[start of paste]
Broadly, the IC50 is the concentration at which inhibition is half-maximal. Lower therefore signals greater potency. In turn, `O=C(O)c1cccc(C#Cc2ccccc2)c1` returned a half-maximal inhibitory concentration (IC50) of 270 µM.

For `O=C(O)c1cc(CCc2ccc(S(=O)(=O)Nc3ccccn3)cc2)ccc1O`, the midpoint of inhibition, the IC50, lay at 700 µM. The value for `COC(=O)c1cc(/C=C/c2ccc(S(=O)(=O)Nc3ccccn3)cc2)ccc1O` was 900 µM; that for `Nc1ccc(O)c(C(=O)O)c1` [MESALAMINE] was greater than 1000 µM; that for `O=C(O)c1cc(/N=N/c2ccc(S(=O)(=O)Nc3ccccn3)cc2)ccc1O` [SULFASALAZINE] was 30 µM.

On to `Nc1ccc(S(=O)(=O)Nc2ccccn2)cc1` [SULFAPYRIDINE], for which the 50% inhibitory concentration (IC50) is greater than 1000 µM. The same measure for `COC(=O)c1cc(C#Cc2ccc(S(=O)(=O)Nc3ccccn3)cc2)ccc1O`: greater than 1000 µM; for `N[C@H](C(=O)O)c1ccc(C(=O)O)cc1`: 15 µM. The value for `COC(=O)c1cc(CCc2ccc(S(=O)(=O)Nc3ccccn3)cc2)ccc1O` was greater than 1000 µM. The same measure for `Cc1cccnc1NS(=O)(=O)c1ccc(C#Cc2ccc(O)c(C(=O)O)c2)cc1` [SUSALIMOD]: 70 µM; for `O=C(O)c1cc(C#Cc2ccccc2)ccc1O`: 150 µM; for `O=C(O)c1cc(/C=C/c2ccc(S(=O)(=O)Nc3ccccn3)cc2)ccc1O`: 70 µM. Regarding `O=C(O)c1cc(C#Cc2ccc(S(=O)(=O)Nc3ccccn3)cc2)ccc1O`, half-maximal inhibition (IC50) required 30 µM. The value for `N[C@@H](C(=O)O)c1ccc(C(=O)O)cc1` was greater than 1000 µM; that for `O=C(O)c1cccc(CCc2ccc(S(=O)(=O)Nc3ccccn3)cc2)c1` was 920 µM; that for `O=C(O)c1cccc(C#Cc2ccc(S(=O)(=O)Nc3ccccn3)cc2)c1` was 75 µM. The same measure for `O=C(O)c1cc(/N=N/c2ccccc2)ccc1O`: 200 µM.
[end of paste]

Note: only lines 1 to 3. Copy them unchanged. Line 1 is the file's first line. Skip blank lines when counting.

Broadly, the IC50 is the concentration at which inhibition is half-maximal. Lower therefore signals greater potency. In turn, `O=C(O)c1cccc(C#Cc2ccccc2)c1` returned a half-maximal inhibitory concentration (IC50) of 270 µM.

For `O=C(O)c1cc(CCc2ccc(S(=O)(=O)Nc3ccccn3)cc2)ccc1O`, the midpoint of inhibition, the IC50, lay at 700 µM. The value for `COC(=O)c1cc(/C=C/c2ccc(S(=O)(=O)Nc3ccccn3)cc2)ccc1O` was 900 µM; that for `Nc1ccc(O)c(C(=O)O)c1` [MESALAMINE] was greater than 1000 µM; that for `O=C(O)c1cc(/N=N/c2ccc(S(=O)(=O)Nc3ccccn3)cc2)ccc1O` [SULFASALAZINE] was 30 µM.

On to `Nc1ccc(S(=O)(=O)Nc2ccccn2)cc1` [SULFAPYRIDINE], for which the 50% inhibitory concentration (IC50) is greater than 1000 µM. The same measure for `COC(=O)c1cc(C#Cc2ccc(S(=O)(=O)Nc3ccccn3)cc2)ccc1O`: greater than 1000 µM; for `N[C@H](C(=O)O)c1ccc(C(=O)O)cc1`: 15 µM. The value for `COC(=O)c1cc(CCc2ccc(S(=O)(=O)Nc3ccccn3)cc2)ccc1O` was greater than 1000 µM. The same measure for `Cc1cccnc1NS(=O)(=O)c1ccc(C#Cc2ccc(O)c(C(=O)O)c2)cc1` [SUSALIMOD]: 70 µM; for `O=C(O)c1cc(C#Cc2ccccc2)ccc1O`: 150 µM; for `O=C(O)c1cc(/C=C/c2ccc(S(=O)(=O)Nc3ccccn3)cc2)ccc1O`: 70 µM. Regarding `O=C(O)c1cc(C#Cc2ccc(S(=O)(=O)Nc3ccccn3)cc2)ccc1O`, half-maximal inhibition (IC50) required 30 µM. The value for `N[C@@H](C(=O)O)c1ccc(C(=O)O)cc1` was greater than 1000 µM; that for `O=C(O)c1cccc(CCc2ccc(S(=O)(=O)Nc3ccccn3)cc2)c1` was 920 µM; that for `O=C(O)c1cccc(C#Cc2ccc(S(=O)(=O)Nc3ccccn3)cc2)c1` was 75 µM. The same measure for `O=C(O)c1cc(/N=N/c2ccccc2)ccc1O`: 200 µM.